EghtesadOnline: Oil fell as the U.S. oil rig count rose for a fourth week, but was still poised for a second monthly advance.
Futures in New York are up 3.8 percent this month, even after a 1 percent drop on Monday, following data that showed an increase in U.S. drilling activity. The dollar acted as a further headwind, rising 0.4 percent. U.S. President Donald Trump faces a May 12 deadline to decide whether to remain part of a 2015 multinational nuclear deal with Iran, or to leave and reimpose sanctions on the Middle Eastern producer.
Oil has surged to levels last seen in 2014 as issues including the conflict in Syria and tensions between Saudi Arabia and Iran-backed rebels in Yemen stoked concerns over supply disruptions. French President Emmanuel Macron’s prediction that the U.S. will pull out of the nuclear deal has boosted speculation over reduced shipments from the Islamic Republic. Still, expanding American drilling activity continues to limit price increases, Bloomberg reported.
“Obviously the rig count that came on Friday was quite bearish,” said Torbjorn Kjus, chief oil analyst at DNB Bank ASA. “There’s a lot of profit in the books here for the non-commercials. You shouldn’t be surprised if there’s a $5 flush out and some profit taking.”
West Texas Intermediate crude for June delivery traded at $67.44 a barrel on the New York Mercantile Exchange, down 66 cents, at 8:25 a.m. in New York. Total volume traded was about 22 percent below the 100-day average. The contract fell 0.4 percent last week.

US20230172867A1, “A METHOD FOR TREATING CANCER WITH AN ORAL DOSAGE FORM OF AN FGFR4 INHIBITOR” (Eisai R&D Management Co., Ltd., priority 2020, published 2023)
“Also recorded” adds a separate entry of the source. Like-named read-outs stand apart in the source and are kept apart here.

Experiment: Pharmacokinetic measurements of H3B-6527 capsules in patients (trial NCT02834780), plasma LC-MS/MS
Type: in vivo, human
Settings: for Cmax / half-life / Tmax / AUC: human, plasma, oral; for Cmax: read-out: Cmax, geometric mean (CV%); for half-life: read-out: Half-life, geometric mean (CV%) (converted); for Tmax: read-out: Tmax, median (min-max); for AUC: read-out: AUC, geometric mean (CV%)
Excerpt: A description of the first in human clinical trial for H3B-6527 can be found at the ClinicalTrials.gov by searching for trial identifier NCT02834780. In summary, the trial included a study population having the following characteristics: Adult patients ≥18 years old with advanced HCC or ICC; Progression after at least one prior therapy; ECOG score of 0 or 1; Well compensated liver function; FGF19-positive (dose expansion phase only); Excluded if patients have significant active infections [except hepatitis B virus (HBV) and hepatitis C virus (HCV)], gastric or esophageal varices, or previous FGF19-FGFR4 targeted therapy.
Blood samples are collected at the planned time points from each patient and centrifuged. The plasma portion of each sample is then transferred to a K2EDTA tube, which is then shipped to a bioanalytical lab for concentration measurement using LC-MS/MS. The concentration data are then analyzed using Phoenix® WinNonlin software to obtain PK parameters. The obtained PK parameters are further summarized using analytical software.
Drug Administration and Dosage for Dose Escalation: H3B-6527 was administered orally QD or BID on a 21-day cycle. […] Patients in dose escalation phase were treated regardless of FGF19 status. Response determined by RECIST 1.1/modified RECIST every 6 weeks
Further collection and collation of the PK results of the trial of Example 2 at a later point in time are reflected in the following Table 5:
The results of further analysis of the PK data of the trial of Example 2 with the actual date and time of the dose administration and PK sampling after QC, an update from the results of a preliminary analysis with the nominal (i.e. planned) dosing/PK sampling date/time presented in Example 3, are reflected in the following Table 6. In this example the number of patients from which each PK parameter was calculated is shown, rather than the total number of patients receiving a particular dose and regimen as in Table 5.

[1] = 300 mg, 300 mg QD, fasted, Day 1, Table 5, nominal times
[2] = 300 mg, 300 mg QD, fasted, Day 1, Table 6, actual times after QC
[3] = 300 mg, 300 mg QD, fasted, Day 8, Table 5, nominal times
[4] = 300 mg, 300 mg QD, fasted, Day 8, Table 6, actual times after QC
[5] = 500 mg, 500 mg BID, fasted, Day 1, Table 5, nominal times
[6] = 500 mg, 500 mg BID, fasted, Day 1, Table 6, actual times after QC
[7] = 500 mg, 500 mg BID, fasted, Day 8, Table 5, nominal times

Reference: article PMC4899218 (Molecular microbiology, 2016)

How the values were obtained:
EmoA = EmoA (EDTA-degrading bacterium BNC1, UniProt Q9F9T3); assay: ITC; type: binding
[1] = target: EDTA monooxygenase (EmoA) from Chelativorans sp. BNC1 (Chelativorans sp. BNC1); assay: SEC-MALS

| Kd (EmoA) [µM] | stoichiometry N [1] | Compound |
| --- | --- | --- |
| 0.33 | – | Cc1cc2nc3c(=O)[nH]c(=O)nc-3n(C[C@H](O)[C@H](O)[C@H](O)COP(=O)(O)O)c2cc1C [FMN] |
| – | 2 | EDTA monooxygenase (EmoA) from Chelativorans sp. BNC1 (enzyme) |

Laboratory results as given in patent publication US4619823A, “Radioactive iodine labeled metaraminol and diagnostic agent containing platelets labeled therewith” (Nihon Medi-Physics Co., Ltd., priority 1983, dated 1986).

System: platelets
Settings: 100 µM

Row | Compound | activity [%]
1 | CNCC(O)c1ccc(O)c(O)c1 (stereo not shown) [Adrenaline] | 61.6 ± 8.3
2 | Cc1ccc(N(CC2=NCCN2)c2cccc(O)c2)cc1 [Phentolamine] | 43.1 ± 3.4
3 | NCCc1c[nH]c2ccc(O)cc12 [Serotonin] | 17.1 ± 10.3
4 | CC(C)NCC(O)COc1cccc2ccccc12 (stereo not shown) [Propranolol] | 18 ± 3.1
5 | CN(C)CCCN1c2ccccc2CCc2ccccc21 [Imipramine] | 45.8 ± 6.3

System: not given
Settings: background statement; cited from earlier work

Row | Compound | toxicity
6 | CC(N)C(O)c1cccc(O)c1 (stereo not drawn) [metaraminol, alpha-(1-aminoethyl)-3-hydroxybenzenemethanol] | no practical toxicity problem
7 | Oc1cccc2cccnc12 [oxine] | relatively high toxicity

Brent crude for June settlement, which expires Monday, dropped 64 cents to $74 a barrel on the London-based ICE Futures Europe exchange. Prices are up 5.3 percent for the month. The global benchmark crude traded at a $6.57 premium to June WTI. The more-active July contract traded at $73.21.
Trading on the Shanghai International Energy Exchange is closed for a Chinese public holiday.
In the U.S., working oil rigs rose by five last week to 825, the highest level since March 2015, according to data from Baker Hughes. The rig fleet has expanded throughout the entire month of April, adding a total 28 units. Investors are assessing if surging U.S. production, which has topped 10 million barrels a day every week since early February, will undermine efforts by the Organization of Petroleum Exporting Countries to balance the market via output cuts.
- Hedge funds reduced their WTI net-long position -- the difference between bets on a price increase and wagers on a drop -- by 2.1 percent to 433,118 futures and options during the week ended April 24, according to the U.S. Commodity Futures Trading Commission.
- Marathon Petroleum Corp. agreed to buy rival oil refiner Andeavor for $23.3 billion in a deal that would create the largest independent fuel maker in the U.S.
- Saudi Aramco, the world’s biggest crude exporter, appointed new board members with experience in international oil and petrochemical businesses as it plans a possible overseas share sale in what could be a record initial public offering.
- Europe’s oil refineries are increasingly missing out on Russian crude as the world’s biggest energy producer directs more and more barrels by pipeline to China.